“Due to the lapse in government funding, National Science Foundation websites will be unavailable until further notice.”
Image: Gareth Halfacree/Flickr; Remixed: Daniel Oberhaus/Motherboard
The miracle of websites is that, unlike IRL locations, they never close. Need to order some bullshit on Amazon or file your taxes at three in the morning? No problem, the web is always open for business.
The exception to this rule seems to be the National Science Foundation’s website, which replaced its normal landing page with a bunch of plain text explaining that its website will be “unavailable until further notice” thanks to the government shutdown.
It’s unlikely that the shutdown forced the NSF to furlough the intern responsible for hand cranking the agency’s servers to keep the website online, which leads one to wonder why it didn’t just leave its website as is and just not respond to emails during the shutdown.
According to Alex Howard, the deputy director of the Sunlight Foundation, this is the result of “20th century policies governing a 21st century government.”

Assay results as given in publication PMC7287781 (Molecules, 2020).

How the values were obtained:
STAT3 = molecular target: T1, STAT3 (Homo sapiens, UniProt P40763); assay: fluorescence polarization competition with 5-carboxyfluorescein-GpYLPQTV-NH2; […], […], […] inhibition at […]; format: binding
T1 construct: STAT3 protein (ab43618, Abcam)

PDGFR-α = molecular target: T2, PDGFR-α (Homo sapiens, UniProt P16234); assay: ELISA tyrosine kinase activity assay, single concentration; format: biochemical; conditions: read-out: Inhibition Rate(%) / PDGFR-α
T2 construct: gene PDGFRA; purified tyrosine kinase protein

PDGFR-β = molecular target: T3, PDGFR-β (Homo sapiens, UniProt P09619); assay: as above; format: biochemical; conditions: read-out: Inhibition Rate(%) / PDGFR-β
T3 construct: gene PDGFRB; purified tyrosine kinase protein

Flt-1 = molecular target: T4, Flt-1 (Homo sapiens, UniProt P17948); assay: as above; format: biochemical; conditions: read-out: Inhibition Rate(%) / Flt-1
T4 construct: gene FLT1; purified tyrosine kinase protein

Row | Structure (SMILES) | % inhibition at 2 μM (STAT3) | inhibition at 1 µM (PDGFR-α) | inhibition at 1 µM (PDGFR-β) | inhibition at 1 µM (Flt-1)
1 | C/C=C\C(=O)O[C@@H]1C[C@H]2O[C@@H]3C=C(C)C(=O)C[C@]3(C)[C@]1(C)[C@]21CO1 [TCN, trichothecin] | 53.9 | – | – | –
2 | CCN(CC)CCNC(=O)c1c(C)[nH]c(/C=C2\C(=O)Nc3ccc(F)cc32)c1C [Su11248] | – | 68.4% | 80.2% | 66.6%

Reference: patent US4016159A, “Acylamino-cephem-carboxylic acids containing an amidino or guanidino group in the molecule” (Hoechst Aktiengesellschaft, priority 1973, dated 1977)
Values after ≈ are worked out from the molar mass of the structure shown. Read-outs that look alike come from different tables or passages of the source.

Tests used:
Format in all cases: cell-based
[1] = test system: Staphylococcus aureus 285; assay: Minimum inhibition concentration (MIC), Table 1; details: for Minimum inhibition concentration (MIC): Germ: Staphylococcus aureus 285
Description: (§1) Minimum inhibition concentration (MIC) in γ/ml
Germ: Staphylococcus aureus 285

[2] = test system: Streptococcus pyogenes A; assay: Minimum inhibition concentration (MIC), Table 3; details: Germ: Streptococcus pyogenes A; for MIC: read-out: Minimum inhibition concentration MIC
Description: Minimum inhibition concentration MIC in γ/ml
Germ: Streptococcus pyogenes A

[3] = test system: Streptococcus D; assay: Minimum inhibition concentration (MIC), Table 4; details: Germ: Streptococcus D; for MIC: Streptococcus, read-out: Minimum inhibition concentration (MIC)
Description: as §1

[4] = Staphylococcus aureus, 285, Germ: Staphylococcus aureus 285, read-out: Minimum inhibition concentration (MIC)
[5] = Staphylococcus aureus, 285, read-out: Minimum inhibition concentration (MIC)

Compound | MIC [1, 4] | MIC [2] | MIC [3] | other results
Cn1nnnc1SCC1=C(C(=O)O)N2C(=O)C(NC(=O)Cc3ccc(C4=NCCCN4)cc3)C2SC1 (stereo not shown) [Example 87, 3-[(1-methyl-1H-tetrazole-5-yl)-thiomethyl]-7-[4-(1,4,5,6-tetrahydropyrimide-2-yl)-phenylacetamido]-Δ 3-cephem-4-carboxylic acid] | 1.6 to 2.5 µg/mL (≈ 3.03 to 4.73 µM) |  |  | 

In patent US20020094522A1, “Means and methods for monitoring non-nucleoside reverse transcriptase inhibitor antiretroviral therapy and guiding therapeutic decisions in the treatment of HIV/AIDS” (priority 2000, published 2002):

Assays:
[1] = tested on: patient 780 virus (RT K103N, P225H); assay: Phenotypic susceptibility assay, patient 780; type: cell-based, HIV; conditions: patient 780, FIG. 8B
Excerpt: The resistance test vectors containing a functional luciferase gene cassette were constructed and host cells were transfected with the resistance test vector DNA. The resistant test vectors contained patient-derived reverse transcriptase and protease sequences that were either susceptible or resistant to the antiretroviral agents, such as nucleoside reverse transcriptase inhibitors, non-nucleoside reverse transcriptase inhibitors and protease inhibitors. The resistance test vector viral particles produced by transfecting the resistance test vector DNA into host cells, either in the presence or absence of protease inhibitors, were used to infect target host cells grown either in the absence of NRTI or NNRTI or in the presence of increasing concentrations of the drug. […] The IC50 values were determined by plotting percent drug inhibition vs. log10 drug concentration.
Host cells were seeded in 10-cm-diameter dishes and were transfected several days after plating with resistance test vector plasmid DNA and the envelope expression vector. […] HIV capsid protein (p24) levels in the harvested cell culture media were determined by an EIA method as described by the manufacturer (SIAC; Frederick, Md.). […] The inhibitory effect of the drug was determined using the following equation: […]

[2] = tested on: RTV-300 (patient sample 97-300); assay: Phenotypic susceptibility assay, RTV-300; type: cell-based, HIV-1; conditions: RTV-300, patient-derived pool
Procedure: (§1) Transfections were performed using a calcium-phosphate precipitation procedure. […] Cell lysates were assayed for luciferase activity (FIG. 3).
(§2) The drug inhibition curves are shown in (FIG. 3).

During a government shutdown, all non-essential employees are put on furlough and legally unable to continue working until the shutdown ends. This means that national parks, NIH-run clinics and any other agency effectively becomes closed to the public for the duration of the shutdown.
Often times agency employees are also responsible for maintaining the agency’s website and social media practice (as opposed to hiring a contractor to maintain its web presence) which means these shutdown mandates also extend to its web presence.
Whether an agency totally takes its site offline (like www.data.gov), or opts to put a static page like the NSF or NOAA is ultimately decided by each agency according to its needs and structure. If an agency restricts access to the data on its site, it is required by the Paperwork Reduction Act of 1995 to notify the public if it stops updating its website during a shutdown.
Considering that the function of the NSF is basically just to field tons of paperwork for government science grants, it makes sense that it would want to stave off the mountain of applications that would surely accumulate during the shutdown. Still, as Howard pointed out to me, it seems a little odd to restrict all access to the information on a government website, rather than just post a note saying the agency won’t be responding to emails or something similar.
“It’s not like the data that was on the site at 11pm before the shutdown all of a sudden becomes invalid after the shutdown at midnight,” Howard told me on the phone. The laws simply haven’t adapted to the information age yet.
So although the current US Congress is the most anti-science legislature in recent history, fear not—the NSF isn’t gone for good. Congress just came to a deal to reopen the government, meaning the NSF’s website will likely be back soon.